Comparison of the plasmids carrying blaVIM-4

Unlike in the previous study,8 we could conjugally transfer VIM-coding plasmids from six of the eight Kuwaiti strains as well as from the Saudi E. cloacae SA4/2. From the Omani E. cloacae isolates (OM63 and OM69), the VIM plasmids were transferred by transformation. From K. pneumoniae KW11 and E. cloacae KEcl3 and ABC104, neither conjugations nor transformations were successful.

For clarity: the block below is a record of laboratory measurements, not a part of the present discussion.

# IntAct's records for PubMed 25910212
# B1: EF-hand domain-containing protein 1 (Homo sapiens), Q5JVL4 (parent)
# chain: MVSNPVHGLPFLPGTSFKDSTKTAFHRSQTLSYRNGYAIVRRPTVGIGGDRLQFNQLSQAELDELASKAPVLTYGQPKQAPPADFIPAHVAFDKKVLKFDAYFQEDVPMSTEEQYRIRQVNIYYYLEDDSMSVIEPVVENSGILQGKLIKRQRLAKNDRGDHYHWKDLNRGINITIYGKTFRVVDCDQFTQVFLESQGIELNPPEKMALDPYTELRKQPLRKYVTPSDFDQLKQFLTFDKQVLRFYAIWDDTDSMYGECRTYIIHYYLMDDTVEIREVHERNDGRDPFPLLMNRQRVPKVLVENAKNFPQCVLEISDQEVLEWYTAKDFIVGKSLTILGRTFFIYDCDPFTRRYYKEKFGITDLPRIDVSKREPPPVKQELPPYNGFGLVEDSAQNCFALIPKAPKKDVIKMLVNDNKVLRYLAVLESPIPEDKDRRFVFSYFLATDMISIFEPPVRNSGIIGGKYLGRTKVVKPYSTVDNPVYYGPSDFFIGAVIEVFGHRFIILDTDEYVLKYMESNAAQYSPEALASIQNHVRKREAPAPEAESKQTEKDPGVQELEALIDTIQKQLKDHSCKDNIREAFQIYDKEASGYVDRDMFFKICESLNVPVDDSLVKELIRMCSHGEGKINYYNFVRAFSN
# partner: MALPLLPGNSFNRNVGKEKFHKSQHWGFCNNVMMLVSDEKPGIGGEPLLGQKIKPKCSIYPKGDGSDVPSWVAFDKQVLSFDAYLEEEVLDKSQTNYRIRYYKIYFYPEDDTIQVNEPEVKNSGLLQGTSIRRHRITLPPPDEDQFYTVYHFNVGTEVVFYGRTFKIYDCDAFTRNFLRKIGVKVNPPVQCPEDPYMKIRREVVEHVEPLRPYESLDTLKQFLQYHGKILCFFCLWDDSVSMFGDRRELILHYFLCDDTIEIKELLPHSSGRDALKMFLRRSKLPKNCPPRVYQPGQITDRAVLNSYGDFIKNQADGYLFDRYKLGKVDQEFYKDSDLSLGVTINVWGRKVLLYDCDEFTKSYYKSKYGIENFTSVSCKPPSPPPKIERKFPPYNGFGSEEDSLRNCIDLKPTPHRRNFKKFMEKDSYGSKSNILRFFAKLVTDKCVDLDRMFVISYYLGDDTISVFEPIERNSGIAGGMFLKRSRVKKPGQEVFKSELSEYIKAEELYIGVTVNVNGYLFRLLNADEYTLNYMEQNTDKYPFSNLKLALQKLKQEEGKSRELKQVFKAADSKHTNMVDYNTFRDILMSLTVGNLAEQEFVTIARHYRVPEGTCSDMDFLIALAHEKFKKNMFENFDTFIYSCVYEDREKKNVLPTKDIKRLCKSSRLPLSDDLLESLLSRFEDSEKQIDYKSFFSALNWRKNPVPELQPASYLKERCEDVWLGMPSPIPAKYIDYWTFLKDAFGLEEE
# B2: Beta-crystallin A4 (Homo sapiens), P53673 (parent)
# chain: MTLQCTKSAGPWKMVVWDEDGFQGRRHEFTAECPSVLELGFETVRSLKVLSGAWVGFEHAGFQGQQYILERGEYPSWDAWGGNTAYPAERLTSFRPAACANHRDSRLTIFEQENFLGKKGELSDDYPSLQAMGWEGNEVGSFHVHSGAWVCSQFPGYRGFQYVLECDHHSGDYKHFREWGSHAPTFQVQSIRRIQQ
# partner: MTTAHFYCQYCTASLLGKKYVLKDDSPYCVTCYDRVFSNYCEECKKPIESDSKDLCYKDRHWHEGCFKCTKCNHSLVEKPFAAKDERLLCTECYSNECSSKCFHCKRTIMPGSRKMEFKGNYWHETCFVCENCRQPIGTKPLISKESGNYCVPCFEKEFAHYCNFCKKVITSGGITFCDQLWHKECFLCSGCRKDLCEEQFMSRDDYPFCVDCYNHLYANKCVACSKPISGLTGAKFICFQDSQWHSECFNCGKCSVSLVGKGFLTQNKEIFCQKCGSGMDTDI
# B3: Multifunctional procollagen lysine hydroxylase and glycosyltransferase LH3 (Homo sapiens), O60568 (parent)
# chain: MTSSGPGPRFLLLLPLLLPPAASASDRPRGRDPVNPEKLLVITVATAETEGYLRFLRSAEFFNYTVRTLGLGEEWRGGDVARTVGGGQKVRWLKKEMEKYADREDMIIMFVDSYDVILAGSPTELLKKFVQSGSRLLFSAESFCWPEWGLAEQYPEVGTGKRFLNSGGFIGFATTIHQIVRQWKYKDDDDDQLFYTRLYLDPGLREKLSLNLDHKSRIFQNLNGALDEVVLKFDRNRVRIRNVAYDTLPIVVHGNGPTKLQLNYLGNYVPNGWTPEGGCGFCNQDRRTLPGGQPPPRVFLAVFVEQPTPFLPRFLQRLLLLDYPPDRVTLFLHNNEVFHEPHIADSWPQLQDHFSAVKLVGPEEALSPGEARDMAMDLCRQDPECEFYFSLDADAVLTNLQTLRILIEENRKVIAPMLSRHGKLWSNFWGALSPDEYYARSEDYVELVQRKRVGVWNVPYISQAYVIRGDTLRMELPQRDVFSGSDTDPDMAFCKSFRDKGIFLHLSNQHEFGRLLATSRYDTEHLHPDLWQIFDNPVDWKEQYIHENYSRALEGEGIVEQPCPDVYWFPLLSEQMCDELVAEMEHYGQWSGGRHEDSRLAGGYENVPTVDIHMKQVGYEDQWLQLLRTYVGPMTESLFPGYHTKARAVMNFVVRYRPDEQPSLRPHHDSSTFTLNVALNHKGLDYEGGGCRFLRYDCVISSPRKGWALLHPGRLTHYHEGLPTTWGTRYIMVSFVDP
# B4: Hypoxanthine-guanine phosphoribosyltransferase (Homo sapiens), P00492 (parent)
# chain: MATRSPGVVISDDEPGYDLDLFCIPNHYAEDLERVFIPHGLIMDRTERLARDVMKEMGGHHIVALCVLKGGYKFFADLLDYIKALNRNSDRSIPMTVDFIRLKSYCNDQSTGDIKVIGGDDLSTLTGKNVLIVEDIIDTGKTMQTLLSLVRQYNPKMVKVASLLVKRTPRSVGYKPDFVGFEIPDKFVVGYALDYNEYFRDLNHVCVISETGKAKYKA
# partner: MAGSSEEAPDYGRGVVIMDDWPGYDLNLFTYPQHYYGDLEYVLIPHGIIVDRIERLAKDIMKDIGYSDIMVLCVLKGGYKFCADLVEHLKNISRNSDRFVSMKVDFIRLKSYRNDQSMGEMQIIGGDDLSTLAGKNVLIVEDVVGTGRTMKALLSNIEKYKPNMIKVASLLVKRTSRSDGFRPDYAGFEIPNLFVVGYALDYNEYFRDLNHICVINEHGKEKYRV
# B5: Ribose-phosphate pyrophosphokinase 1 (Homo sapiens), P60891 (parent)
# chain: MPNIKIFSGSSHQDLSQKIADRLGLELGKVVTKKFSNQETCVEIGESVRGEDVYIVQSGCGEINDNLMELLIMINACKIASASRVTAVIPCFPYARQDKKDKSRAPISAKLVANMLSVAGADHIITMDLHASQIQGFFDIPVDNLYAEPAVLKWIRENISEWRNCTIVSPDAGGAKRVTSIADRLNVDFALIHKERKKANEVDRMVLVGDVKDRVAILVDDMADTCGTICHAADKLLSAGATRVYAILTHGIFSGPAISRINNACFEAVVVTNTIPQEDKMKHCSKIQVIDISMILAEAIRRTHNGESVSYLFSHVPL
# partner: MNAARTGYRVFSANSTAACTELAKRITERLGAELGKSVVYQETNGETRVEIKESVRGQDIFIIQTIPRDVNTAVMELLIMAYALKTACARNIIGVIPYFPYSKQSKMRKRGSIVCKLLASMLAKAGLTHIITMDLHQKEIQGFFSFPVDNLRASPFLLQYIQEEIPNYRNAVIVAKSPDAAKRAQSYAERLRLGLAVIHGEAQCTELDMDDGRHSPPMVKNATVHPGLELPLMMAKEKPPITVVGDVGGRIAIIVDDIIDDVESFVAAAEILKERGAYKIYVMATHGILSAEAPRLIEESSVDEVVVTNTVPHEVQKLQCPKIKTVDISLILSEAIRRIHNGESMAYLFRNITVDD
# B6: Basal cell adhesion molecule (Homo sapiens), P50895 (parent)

As confirmed by PCR and by Southern hybridization (Figure S3), in addition to the two clonally related K. pneumoniae (KKp1 and KKp2), three unrelated K. pneumoniae (KKp4, KKp6 and KKp8) isolates and the E. coli (KEc7) from Kuwait harbored blaVIM-4 on IncA/C Inc-type plasmids of ~165 kb. Beyond blaVIM-4, these plasmids also carried the blaCMY-4 gene (Table 1). The RFLP patterns of these plasmids were identical (Figure 1). E. cloacae ABC104 from the UAE (described earlier6) also carried blaVIM-4 and blaCMY-4 on similar-sized IncA/C Inc-type plasmid, but we were unable to compare the RFLP of this plasmid to the Kuwaiti ones as we could not generate a single VIM plasmid-containing derivative of this isolate. In K. pneumoniae KW11, the blaVIM-4 was located on a nontransferable IncA/C type, >300 kb plasmid, which also carried blaCMY-4. As shown in Table 1 and in Figure S3, the Kuwaiti, Saudi and Omani E. cloacae isolates all carried blaVIM-4 on smaller plasmids lacking blaCMY-4, which could not be identified by the PCR-based replicon typing (PBRT). In case of KKp1 and KKp2, the conjugal transfer of the blaVIM-bearing plasmids was accompanied by their fusion with IncN-type plasmids (Figure S4). No attempts were made, within the frames of the current study, to clarify the molecular details of this fusion.